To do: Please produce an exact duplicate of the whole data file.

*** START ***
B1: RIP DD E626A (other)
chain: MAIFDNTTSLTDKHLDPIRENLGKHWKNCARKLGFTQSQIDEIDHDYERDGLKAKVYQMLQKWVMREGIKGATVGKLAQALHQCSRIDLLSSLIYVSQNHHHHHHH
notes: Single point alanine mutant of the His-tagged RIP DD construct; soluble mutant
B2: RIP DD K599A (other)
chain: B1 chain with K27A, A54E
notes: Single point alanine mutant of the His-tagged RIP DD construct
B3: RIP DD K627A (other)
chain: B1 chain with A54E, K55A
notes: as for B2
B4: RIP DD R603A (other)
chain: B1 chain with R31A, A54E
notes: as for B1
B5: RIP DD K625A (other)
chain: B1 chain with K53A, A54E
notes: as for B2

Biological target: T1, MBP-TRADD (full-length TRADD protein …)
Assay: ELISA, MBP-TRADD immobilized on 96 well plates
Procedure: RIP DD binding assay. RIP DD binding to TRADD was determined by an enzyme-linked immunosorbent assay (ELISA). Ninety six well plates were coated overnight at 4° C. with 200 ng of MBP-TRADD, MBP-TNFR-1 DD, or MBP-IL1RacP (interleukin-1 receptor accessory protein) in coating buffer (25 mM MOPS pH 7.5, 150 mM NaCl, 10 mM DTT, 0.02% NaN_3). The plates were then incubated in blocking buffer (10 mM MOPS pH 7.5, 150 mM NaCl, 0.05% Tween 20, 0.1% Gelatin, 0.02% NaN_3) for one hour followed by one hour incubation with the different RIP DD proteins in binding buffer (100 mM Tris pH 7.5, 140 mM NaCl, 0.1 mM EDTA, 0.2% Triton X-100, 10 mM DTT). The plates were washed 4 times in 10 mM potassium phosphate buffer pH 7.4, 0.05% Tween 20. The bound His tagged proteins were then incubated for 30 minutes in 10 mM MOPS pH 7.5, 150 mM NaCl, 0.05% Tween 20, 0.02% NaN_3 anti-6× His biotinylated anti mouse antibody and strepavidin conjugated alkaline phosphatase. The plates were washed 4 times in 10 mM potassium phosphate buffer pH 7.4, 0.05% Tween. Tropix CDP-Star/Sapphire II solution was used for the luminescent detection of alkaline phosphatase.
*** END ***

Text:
B1: RIP DD E626A (other)
chain: MAIFDNTTSLTDKHLDPIRENLGKHWKNCARKLGFTQSQIDEIDHDYERDGLKAKVYQMLQKWVMREGIKGATVGKLAQALHQCSRIDLLSSLIYVSQNHHHHHHH
notes: Single point alanine mutant of the His-tagged RIP DD construct; soluble mutant
B2: RIP DD K599A (other)
chain: B1 chain with K27A, A54E
notes: Single point alanine mutant of the His-tagged RIP DD construct
B3: RIP DD K627A (other)
chain: B1 chain with A54E, K55A
notes: as for B2
B4: RIP DD R603A (other)
chain: B1 chain with R31A, A54E
notes: as for B1
B5: RIP DD K625A (other)
chain: B1 chain with K53A, A54E
notes: as for B2

Biological target: T1, MBP-TRADD (full-length TRADD protein …)
Assay: ELISA, MBP-TRADD immobilized on 96 well plates
Procedure: RIP DD binding assay. RIP DD binding to TRADD was determined by an enzyme-linked immunosorbent assay (ELISA). Ninety six well plates were coated overnight at 4° C. with 200 ng of MBP-TRADD, MBP-TNFR-1 DD, or MBP-IL1RacP (interleukin-1 receptor accessory protein) in coating buffer (25 mM MOPS pH 7.5, 150 mM NaCl, 10 mM DTT, 0.02% NaN_3). The plates were then incubated in blocking buffer (10 mM MOPS pH 7.5, 150 mM NaCl, 0.05% Tween 20, 0.1% Gelatin, 0.02% NaN_3) for one hour followed by one hour incubation with the different RIP DD proteins in binding buffer (100 mM Tris pH 7.5, 140 mM NaCl, 0.1 mM EDTA, 0.2% Triton X-100, 10 mM DTT). The plates were washed 4 times in 10 mM potassium phosphate buffer pH 7.4, 0.05% Tween 20. The bound His tagged proteins were then incubated for 30 minutes in 10 mM MOPS pH 7.5, 150 mM NaCl, 0.05% Tween 20, 0.02% NaN_3 anti-6× His biotinylated anti mouse antibody and strepavidin conjugated alkaline phosphatase. The plates were washed 4 times in 10 mM potassium phosphate buffer pH 7.4, 0.05% Tween. Tropix CDP-Star/Sapphire II solution was used for the luminescent detection of alkaline phosphatase.